China As One Massive “Disruptor”

The Innovator’s SoluctionIf you want to understand China’s potential impact on global industries, I encourage you to read “The Innovator’s Solution,” by Clayton M. Christensen, a Harvard Business School professor, and Michael E. Raynor, a Director of Deloitte Research. Several years ago, I came across “The Innovator’s Dilemma,” Prof. Christiansen’s earlier book on the subject, and became intrigued with his theories about why even very well-established companies often lose to upstart companies with “disruptive technologies.” I was immediately struck with the applicability of his analysis to China. A conversation with him recently at a conference in Madrid convinced me of its usefulness in explaining why China is potentially such a large change agent.

The “Innovator’s Solution” is available in English and Chinese and is now required reading for all of ASIMCO’s top managers. While I cannot possibly do the book justice in a short space, following are its key points.

Christensen first became interested in this subject when he noticed how frequently established companies, known for the quality of their respective managements, failed to capitalize on new industry trends and, as a result, lost their leadership positions to upstart companies which did. Managements which had been lauded while they were building dominant industry positions suddenly came under heavy criticism for falling asleep at the switch. Had good managers turned into incompetent ones overnight, or was something else at work? After extensive research, Christiansen concluded that these managements were doing exactly what they had been trained to do, and that following management principles taught at such esteemed institutions as the Harvard Business School had actually made them vulnerable to companies with what he termed “disruptive technologies.”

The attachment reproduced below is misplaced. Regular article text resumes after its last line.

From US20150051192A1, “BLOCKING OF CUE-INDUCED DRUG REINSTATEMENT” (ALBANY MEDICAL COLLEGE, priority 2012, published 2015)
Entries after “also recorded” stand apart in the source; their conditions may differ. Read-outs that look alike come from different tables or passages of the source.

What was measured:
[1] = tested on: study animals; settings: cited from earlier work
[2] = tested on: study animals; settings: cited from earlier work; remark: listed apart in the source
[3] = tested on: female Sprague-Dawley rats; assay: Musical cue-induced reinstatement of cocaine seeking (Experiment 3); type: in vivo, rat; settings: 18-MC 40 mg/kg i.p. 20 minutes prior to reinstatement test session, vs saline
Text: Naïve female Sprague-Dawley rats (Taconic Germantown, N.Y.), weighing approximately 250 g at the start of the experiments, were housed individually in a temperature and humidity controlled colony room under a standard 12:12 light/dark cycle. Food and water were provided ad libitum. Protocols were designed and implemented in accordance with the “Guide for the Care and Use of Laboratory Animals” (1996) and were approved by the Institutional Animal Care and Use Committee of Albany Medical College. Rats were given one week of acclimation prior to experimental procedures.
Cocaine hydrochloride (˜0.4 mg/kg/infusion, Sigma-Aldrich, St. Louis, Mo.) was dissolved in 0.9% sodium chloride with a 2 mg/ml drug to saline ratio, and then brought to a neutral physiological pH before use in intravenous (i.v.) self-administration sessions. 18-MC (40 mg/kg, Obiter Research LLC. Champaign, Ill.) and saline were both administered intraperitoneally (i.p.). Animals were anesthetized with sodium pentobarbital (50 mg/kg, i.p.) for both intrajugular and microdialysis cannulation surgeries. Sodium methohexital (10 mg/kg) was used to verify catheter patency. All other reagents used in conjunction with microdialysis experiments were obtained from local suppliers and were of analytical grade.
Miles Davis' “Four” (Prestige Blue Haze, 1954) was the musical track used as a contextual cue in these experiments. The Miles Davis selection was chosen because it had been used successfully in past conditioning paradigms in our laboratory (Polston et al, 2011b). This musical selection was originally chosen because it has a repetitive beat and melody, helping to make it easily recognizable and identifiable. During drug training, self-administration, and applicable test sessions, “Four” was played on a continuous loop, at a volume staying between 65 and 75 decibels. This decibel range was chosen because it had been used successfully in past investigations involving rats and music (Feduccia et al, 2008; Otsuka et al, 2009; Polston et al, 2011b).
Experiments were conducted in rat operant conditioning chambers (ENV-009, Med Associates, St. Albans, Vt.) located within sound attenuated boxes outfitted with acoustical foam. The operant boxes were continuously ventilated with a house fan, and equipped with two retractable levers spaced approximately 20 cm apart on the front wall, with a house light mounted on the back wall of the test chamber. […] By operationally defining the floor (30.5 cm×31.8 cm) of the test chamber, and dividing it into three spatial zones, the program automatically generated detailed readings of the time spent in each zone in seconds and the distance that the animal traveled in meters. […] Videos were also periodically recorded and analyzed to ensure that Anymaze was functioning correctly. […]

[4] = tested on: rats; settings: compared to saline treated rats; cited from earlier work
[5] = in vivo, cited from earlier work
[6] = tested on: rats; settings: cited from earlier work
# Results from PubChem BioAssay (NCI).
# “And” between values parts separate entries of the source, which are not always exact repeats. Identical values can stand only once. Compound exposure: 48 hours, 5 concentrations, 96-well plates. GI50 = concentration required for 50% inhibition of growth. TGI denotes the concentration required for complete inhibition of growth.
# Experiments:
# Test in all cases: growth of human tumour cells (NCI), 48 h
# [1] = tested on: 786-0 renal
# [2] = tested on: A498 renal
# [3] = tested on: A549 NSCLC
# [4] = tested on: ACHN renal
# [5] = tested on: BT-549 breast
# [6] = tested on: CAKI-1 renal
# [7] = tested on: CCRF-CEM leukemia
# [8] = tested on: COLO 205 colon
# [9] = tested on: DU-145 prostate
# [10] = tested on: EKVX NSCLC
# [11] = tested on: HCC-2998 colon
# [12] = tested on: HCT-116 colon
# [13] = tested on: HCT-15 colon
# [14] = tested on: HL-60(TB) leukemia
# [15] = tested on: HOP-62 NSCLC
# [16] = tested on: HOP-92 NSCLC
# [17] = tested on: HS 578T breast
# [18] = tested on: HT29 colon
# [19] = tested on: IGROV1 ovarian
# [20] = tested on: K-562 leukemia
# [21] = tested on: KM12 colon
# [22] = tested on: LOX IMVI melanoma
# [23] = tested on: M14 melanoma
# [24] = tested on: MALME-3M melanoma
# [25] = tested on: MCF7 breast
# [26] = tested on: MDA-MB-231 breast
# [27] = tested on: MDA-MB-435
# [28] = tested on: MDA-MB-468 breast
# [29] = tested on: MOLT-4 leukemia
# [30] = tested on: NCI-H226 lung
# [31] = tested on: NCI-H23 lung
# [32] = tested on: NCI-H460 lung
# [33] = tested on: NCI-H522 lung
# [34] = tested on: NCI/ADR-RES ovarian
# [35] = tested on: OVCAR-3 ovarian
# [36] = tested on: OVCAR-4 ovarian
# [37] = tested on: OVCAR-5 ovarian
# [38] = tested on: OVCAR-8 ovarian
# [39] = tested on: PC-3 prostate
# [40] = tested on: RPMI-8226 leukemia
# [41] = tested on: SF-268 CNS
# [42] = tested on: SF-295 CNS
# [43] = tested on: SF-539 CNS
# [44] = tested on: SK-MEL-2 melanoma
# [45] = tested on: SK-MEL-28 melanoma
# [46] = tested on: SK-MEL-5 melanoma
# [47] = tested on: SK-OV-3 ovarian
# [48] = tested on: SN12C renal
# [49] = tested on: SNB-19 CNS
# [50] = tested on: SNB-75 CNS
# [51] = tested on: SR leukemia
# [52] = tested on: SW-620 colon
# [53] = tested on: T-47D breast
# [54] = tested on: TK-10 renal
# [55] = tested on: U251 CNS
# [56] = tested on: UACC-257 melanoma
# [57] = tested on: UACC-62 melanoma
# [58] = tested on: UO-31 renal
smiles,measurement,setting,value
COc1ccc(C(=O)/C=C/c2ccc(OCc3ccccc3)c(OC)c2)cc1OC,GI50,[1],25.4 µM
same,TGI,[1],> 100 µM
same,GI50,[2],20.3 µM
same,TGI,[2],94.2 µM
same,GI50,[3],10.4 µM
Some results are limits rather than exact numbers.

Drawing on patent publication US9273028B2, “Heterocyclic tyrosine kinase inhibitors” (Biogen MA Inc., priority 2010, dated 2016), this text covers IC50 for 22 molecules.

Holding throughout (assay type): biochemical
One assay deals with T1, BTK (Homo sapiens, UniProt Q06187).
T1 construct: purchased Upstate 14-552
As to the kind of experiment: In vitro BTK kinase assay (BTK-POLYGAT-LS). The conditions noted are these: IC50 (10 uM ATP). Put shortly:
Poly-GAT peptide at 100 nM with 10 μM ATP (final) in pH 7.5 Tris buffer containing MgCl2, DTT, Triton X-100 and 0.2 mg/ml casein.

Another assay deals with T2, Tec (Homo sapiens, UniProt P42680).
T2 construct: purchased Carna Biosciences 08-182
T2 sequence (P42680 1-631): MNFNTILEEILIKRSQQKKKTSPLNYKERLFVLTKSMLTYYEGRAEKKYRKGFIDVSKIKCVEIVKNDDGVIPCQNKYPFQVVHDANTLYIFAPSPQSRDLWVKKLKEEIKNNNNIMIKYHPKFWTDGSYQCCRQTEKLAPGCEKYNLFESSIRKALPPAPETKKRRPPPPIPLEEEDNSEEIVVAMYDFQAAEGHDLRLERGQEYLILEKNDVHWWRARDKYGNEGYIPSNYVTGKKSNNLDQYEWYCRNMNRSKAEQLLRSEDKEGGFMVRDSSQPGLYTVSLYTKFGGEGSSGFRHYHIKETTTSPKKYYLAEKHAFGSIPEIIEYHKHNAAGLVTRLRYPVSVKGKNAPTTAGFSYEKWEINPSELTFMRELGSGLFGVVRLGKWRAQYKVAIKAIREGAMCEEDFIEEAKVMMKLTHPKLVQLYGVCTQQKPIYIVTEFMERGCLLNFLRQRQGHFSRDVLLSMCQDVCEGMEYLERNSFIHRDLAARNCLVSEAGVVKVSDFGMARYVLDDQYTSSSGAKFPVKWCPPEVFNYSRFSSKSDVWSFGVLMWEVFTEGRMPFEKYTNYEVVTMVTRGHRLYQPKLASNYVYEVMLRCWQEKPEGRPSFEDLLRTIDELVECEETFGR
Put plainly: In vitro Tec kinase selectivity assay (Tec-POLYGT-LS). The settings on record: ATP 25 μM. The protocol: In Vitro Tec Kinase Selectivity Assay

In their book, Christiansen and Raynor list 75 separate examples of companies or institutions where this has occurred. Some of the most familiar include: Dell attacking Compaq, IBM and Hewlett-Packard as a low-end disruptor in personal computers; Sony’s use of transistors in consumer electronics to disrupt once powerful companies such as RCA, which used vacuum tubes; and Toyota entering the U.S. market with cheap subcompacts, and then moving up to high end models like the Lexus, to ultimately unseat General Motors as the world’s largest car company.    

Why do established companies lose to those with disruptive technologies? “The Innovator’s Solution” describes the following dynamic:

1. Managers are trained to try and increase gross margins by constantly developing better and better products which they can sell for higher prices to their best customers. (IBM kept making more sophisticated computers which they could sell for more money to their best customers.) This is referred to as “sustaining technology.”